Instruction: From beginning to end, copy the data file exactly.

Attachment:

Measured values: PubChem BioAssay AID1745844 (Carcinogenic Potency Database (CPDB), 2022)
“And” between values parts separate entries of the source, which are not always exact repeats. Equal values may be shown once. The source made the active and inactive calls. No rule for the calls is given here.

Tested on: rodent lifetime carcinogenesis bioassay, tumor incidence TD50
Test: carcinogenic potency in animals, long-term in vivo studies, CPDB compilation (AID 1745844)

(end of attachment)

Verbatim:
Measured values: PubChem BioAssay AID1745844 (Carcinogenic Potency Database (CPDB), 2022)
“And” between values parts separate entries of the source, which are not always exact repeats. Equal values may be shown once. The source made the active and inactive calls. No rule for the calls is given here.

Tested on: rodent lifetime carcinogenesis bioassay, tumor incidence TD50
Test: carcinogenic potency in animals, long-term in vivo studies, CPDB compilation (AID 1745844)